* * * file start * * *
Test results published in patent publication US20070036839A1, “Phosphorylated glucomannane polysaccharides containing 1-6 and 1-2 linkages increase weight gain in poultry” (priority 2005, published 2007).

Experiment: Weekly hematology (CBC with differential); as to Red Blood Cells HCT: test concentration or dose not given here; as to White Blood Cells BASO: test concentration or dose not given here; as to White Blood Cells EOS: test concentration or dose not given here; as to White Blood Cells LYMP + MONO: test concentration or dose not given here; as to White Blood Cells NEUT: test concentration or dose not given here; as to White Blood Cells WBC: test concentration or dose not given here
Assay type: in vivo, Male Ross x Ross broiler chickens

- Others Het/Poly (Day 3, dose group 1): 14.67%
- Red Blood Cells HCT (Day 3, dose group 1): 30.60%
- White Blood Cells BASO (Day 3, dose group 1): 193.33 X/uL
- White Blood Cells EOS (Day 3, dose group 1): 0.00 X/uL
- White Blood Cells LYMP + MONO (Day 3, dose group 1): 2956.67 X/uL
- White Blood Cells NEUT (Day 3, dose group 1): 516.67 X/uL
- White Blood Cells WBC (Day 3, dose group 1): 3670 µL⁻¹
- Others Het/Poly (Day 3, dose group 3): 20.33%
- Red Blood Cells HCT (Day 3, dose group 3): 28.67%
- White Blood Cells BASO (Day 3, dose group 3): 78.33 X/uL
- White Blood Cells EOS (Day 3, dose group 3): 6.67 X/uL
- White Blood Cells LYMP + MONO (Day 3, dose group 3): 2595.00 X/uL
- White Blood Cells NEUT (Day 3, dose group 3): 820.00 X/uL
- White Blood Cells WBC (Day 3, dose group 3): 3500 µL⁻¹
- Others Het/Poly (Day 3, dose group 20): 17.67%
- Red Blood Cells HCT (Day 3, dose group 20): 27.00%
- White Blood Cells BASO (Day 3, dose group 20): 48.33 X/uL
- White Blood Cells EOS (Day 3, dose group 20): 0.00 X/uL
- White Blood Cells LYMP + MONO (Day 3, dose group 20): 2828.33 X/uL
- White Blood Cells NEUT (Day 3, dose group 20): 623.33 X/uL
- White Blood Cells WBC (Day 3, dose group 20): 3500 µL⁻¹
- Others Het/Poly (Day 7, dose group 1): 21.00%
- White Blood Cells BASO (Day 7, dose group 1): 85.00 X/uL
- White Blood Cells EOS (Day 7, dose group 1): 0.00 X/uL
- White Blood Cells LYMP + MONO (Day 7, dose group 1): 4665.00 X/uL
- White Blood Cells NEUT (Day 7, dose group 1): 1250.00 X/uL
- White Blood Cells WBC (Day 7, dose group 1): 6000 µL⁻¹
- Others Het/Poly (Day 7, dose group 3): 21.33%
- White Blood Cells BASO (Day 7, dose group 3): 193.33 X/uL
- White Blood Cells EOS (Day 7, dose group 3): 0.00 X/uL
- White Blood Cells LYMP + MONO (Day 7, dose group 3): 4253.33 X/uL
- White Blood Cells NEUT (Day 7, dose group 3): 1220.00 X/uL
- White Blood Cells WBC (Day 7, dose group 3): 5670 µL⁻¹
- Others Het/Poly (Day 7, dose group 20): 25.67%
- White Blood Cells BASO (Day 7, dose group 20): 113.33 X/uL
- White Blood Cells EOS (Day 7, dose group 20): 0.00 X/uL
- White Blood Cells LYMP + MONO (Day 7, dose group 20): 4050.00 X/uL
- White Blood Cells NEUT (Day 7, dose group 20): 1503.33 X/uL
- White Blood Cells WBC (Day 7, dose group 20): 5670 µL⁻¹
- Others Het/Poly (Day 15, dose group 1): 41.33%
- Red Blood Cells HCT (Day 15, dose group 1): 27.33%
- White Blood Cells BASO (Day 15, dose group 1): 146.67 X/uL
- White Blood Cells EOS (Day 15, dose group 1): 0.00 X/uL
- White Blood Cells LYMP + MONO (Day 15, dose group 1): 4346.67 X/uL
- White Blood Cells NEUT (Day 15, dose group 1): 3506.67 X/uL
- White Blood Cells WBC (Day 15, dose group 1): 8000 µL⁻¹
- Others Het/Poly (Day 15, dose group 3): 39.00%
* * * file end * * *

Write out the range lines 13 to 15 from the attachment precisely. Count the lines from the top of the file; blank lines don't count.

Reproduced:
- White Blood Cells BASO (Day 3, dose group 3): 78.33 X/uL
- White Blood Cells EOS (Day 3, dose group 3): 6.67 X/uL
- White Blood Cells LYMP + MONO (Day 3, dose group 3): 2595.00 X/uL